Written by ricardo

November 14th, 2014 at 6:52 am


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IMPLANT rendered by Karborn

IMPLANT rendered by Karborn

This image is from “COMPUTER VIRUS CATALOG An illustrated guide to the worst viruses in computer history” founded and curated by Bas van de Poel. Submit more, grow the catalog!

Written by ricardo

September 15th, 2014 at 12:06 pm

On Transmitting Ideology at El Museo del Barrio

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On Transmitting Ideology

On Transmitting Ideology

11 radio guns from “On Transmitting Ideology” will be on view as part of the exhibition “PLAYING WITH FIRE: Political Interventions, Dissident Acts, and Mischievous Actions” curated by Nicolás Dumit Estévez at El Museo del Barrio from September 6, 2014 – January 3, 2015.

The installation presents eleven wooden guns outfitted with radios broadcasting declarations on freedom and transformation in our society. The broadcast is an audio montage composed from snippets and portions of speeches by Calvin Coolidge, Reagan, Obama, MLK, Enoch Powell, Malcolm X, MacArthur, George Wallace (former governor of Alabama), Barry Goldwater, William F. Buckley and Noam Chomsky – speeches that have helped define contemporary conservative vs liberal ideology. The audio montage is available online: http://ambriente.com/ideology/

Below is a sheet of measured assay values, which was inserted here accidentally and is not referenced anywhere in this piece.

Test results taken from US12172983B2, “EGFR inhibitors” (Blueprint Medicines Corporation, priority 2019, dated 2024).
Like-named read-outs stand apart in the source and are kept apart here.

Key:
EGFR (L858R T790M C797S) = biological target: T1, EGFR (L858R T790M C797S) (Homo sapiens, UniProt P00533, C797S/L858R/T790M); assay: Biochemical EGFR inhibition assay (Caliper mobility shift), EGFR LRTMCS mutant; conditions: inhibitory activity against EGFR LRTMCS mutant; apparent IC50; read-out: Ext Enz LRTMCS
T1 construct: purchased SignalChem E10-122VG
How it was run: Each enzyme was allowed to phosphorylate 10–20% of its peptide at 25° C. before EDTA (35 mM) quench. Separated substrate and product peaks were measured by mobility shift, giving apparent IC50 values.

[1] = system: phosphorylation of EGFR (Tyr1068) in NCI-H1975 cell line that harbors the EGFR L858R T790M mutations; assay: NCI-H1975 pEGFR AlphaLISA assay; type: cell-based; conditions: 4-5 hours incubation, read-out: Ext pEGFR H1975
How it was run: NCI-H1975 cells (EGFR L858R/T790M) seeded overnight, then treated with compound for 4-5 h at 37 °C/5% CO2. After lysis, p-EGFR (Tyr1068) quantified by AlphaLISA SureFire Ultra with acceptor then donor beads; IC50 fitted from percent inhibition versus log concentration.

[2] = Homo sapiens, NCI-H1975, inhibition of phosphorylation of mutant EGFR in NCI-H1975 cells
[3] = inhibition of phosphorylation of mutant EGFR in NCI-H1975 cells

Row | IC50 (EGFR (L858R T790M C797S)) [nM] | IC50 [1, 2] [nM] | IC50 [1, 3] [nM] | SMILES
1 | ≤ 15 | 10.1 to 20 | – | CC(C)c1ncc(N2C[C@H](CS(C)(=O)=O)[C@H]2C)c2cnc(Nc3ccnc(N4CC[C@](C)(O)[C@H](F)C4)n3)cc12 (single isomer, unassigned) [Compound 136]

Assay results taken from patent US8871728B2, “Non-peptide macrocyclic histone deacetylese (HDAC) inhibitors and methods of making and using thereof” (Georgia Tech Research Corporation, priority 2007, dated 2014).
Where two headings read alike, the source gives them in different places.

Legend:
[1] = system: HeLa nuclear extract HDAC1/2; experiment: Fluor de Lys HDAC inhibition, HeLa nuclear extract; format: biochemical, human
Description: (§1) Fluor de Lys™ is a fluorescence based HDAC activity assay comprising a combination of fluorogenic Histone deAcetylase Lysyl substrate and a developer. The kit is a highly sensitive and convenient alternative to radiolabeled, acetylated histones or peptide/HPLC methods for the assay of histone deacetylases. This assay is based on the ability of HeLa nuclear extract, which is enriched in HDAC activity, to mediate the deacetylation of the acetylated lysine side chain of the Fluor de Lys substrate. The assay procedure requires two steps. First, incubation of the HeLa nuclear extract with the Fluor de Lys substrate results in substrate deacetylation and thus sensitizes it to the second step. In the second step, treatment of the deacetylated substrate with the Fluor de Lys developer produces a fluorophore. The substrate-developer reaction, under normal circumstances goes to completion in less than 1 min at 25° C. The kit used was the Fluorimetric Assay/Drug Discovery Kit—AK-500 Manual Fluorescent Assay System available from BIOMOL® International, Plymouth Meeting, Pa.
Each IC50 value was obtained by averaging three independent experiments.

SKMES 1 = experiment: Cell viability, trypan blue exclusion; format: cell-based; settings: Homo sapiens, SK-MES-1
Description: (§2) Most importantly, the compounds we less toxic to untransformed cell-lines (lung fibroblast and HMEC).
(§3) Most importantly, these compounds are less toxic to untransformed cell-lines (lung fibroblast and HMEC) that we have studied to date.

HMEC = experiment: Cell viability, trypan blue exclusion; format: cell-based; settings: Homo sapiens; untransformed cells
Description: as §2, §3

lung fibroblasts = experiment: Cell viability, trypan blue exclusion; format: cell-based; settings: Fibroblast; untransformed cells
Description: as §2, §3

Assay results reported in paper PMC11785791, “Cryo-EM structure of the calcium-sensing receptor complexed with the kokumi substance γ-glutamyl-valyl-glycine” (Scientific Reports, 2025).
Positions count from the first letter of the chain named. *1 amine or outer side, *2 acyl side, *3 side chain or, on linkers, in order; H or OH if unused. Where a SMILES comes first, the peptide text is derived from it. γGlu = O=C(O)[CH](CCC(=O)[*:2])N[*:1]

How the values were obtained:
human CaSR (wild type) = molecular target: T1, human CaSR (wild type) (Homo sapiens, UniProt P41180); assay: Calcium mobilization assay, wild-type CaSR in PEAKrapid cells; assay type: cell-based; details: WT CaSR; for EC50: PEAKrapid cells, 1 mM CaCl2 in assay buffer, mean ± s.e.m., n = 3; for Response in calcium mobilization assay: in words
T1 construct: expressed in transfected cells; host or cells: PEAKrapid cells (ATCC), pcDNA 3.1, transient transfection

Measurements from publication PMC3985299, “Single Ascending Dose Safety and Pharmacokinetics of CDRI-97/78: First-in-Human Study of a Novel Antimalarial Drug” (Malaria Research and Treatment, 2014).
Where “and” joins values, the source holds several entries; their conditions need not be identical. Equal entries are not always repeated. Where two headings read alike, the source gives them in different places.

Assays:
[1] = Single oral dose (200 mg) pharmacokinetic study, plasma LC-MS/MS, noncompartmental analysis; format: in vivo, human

Installing “On Transmitting Ideology” at El Museo’s Carmen Ana Unanue gallery, September 3rd, 2014

In Production – “Mediated Idols”

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Mediated Idols

Mediated Idols – work in progress

Yesterday, I had a studio visit with folks from Museo del Barrio which gave me an opportunity to assemble current work and talk about it. My focus over the last few months has been a combination of hand-drawn animations and wooden sculptures which will come together in a new media sculpture series titled “Mediated Idols.”

Earth Explosion

Earth Explosion – roughly a third of the stills from a short animation

About “Mediated Idols”
The editors of DE-WESTERNIZING MEDIA STUDIES, Curran and Park ask the following questions in the book’s introduction:
1. How do the media relate to the power structure of society?